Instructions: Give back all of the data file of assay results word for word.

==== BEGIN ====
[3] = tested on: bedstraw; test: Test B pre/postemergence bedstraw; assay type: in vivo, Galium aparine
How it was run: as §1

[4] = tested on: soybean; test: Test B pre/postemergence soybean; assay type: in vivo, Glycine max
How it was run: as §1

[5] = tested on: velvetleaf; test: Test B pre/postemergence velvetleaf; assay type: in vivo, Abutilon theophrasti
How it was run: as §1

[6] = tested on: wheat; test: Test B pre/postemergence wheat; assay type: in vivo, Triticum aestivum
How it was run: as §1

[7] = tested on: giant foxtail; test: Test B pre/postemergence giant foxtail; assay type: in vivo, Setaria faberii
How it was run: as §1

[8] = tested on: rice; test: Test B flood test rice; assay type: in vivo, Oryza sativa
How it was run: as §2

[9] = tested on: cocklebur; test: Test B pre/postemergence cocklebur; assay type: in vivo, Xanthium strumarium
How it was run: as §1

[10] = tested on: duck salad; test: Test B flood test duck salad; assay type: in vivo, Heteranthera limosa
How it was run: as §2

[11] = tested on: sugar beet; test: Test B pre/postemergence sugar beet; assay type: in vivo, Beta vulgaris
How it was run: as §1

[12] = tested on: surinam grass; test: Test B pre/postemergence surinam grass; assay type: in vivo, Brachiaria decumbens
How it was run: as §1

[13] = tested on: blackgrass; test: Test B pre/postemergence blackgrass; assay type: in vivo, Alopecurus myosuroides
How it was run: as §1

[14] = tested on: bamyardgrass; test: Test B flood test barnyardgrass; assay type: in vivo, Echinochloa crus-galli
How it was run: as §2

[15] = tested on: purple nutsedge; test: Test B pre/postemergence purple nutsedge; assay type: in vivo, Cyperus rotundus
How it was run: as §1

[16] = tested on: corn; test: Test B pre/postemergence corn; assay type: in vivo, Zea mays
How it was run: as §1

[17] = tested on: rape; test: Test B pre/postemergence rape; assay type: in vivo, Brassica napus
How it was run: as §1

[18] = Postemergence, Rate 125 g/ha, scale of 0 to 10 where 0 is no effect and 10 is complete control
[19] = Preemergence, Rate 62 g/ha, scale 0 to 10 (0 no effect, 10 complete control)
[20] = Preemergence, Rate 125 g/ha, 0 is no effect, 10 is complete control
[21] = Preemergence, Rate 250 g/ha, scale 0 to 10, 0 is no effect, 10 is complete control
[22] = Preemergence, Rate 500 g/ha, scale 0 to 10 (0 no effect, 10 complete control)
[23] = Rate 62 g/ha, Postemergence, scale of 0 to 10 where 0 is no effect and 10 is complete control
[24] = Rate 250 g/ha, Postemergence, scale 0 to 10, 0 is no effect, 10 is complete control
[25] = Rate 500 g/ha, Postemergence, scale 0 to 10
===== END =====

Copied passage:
[3] = tested on: bedstraw; test: Test B pre/postemergence bedstraw; assay type: in vivo, Galium aparine
How it was run: as §1

[4] = tested on: soybean; test: Test B pre/postemergence soybean; assay type: in vivo, Glycine max
How it was run: as §1

[5] = tested on: velvetleaf; test: Test B pre/postemergence velvetleaf; assay type: in vivo, Abutilon theophrasti
How it was run: as §1

[6] = tested on: wheat; test: Test B pre/postemergence wheat; assay type: in vivo, Triticum aestivum
How it was run: as §1

[7] = tested on: giant foxtail; test: Test B pre/postemergence giant foxtail; assay type: in vivo, Setaria faberii
How it was run: as §1

[8] = tested on: rice; test: Test B flood test rice; assay type: in vivo, Oryza sativa
How it was run: as §2

[9] = tested on: cocklebur; test: Test B pre/postemergence cocklebur; assay type: in vivo, Xanthium strumarium
How it was run: as §1

[10] = tested on: duck salad; test: Test B flood test duck salad; assay type: in vivo, Heteranthera limosa
How it was run: as §2

[11] = tested on: sugar beet; test: Test B pre/postemergence sugar beet; assay type: in vivo, Beta vulgaris
How it was run: as §1

[12] = tested on: surinam grass; test: Test B pre/postemergence surinam grass; assay type: in vivo, Brachiaria decumbens
How it was run: as §1

[13] = tested on: blackgrass; test: Test B pre/postemergence blackgrass; assay type: in vivo, Alopecurus myosuroides
How it was run: as §1

[14] = tested on: bamyardgrass; test: Test B flood test barnyardgrass; assay type: in vivo, Echinochloa crus-galli
How it was run: as §2

[15] = tested on: purple nutsedge; test: Test B pre/postemergence purple nutsedge; assay type: in vivo, Cyperus rotundus
How it was run: as §1

[16] = tested on: corn; test: Test B pre/postemergence corn; assay type: in vivo, Zea mays
How it was run: as §1

[17] = tested on: rape; test: Test B pre/postemergence rape; assay type: in vivo, Brassica napus
How it was run: as §1

[18] = Postemergence, Rate 125 g/ha, scale of 0 to 10 where 0 is no effect and 10 is complete control
[19] = Preemergence, Rate 62 g/ha, scale 0 to 10 (0 no effect, 10 complete control)
[20] = Preemergence, Rate 125 g/ha, 0 is no effect, 10 is complete control
[21] = Preemergence, Rate 250 g/ha, scale 0 to 10, 0 is no effect, 10 is complete control
[22] = Preemergence, Rate 500 g/ha, scale 0 to 10 (0 no effect, 10 complete control)
[23] = Rate 62 g/ha, Postemergence, scale of 0 to 10 where 0 is no effect and 10 is complete control
[24] = Rate 250 g/ha, Postemergence, scale 0 to 10, 0 is no effect, 10 is complete control
[25] = Rate 500 g/ha, Postemergence, scale 0 to 10